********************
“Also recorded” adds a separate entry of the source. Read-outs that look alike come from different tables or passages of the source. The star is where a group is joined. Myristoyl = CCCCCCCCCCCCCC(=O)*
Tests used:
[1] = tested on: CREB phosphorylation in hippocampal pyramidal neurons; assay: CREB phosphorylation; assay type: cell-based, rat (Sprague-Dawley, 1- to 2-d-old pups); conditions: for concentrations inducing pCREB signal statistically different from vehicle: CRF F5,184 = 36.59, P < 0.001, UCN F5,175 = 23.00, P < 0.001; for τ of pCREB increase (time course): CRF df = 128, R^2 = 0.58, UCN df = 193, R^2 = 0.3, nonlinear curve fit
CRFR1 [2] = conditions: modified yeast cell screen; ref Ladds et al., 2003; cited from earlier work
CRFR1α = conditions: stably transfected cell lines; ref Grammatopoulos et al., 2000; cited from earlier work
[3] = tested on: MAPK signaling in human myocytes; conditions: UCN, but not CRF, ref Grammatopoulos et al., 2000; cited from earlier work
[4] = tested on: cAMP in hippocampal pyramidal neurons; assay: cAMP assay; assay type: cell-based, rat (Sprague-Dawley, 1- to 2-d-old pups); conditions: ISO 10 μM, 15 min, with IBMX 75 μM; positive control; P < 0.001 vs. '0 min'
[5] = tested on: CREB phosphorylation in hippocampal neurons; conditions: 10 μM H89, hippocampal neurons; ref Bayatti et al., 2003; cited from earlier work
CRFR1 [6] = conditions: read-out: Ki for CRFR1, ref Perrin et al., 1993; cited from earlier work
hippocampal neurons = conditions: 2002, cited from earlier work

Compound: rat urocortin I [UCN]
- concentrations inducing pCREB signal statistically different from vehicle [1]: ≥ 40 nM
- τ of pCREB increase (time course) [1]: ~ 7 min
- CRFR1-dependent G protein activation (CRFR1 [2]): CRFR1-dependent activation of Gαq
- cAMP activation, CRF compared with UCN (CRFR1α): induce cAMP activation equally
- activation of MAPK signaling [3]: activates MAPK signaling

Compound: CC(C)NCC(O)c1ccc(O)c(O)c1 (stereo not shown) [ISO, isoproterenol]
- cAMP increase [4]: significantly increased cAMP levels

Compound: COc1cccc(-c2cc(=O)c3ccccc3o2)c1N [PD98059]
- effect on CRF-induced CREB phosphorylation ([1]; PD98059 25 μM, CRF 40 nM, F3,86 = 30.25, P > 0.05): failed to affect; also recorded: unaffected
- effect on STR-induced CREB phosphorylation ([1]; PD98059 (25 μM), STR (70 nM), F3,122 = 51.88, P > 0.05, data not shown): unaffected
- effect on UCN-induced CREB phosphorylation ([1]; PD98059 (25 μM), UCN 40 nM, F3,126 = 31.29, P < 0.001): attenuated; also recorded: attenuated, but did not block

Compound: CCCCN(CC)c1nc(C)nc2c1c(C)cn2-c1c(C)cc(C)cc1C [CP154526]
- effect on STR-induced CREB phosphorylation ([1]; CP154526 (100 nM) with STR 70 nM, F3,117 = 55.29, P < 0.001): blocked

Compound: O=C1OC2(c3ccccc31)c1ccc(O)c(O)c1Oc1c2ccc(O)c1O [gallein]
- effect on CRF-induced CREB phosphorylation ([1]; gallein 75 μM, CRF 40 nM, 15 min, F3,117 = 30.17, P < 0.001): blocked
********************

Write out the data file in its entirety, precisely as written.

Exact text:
“Also recorded” adds a separate entry of the source. Read-outs that look alike come from different tables or passages of the source. The star is where a group is joined. Myristoyl = CCCCCCCCCCCCCC(=O)*
Tests used:
[1] = tested on: CREB phosphorylation in hippocampal pyramidal neurons; assay: CREB phosphorylation; assay type: cell-based, rat (Sprague-Dawley, 1- to 2-d-old pups); conditions: for concentrations inducing pCREB signal statistically different from vehicle: CRF F5,184 = 36.59, P < 0.001, UCN F5,175 = 23.00, P < 0.001; for τ of pCREB increase (time course): CRF df = 128, R^2 = 0.58, UCN df = 193, R^2 = 0.3, nonlinear curve fit
CRFR1 [2] = conditions: modified yeast cell screen; ref Ladds et al., 2003; cited from earlier work
CRFR1α = conditions: stably transfected cell lines; ref Grammatopoulos et al., 2000; cited from earlier work
[3] = tested on: MAPK signaling in human myocytes; conditions: UCN, but not CRF, ref Grammatopoulos et al., 2000; cited from earlier work
[4] = tested on: cAMP in hippocampal pyramidal neurons; assay: cAMP assay; assay type: cell-based, rat (Sprague-Dawley, 1- to 2-d-old pups); conditions: ISO 10 μM, 15 min, with IBMX 75 μM; positive control; P < 0.001 vs. '0 min'
[5] = tested on: CREB phosphorylation in hippocampal neurons; conditions: 10 μM H89, hippocampal neurons; ref Bayatti et al., 2003; cited from earlier work
CRFR1 [6] = conditions: read-out: Ki for CRFR1, ref Perrin et al., 1993; cited from earlier work
hippocampal neurons = conditions: 2002, cited from earlier work

Compound: rat urocortin I [UCN]
- concentrations inducing pCREB signal statistically different from vehicle [1]: ≥ 40 nM
- τ of pCREB increase (time course) [1]: ~ 7 min
- CRFR1-dependent G protein activation (CRFR1 [2]): CRFR1-dependent activation of Gαq
- cAMP activation, CRF compared with UCN (CRFR1α): induce cAMP activation equally
- activation of MAPK signaling [3]: activates MAPK signaling

Compound: CC(C)NCC(O)c1ccc(O)c(O)c1 (stereo not shown) [ISO, isoproterenol]
- cAMP increase [4]: significantly increased cAMP levels

Compound: COc1cccc(-c2cc(=O)c3ccccc3o2)c1N [PD98059]
- effect on CRF-induced CREB phosphorylation ([1]; PD98059 25 μM, CRF 40 nM, F3,86 = 30.25, P > 0.05): failed to affect; also recorded: unaffected
- effect on STR-induced CREB phosphorylation ([1]; PD98059 (25 μM), STR (70 nM), F3,122 = 51.88, P > 0.05, data not shown): unaffected
- effect on UCN-induced CREB phosphorylation ([1]; PD98059 (25 μM), UCN 40 nM, F3,126 = 31.29, P < 0.001): attenuated; also recorded: attenuated, but did not block

Compound: CCCCN(CC)c1nc(C)nc2c1c(C)cn2-c1c(C)cc(C)cc1C [CP154526]
- effect on STR-induced CREB phosphorylation ([1]; CP154526 (100 nM) with STR 70 nM, F3,117 = 55.29, P < 0.001): blocked

Compound: O=C1OC2(c3ccccc31)c1ccc(O)c(O)c1Oc1c2ccc(O)c1O [gallein]
- effect on CRF-induced CREB phosphorylation ([1]; gallein 75 μM, CRF 40 nM, 15 min, F3,117 = 30.17, P < 0.001): blocked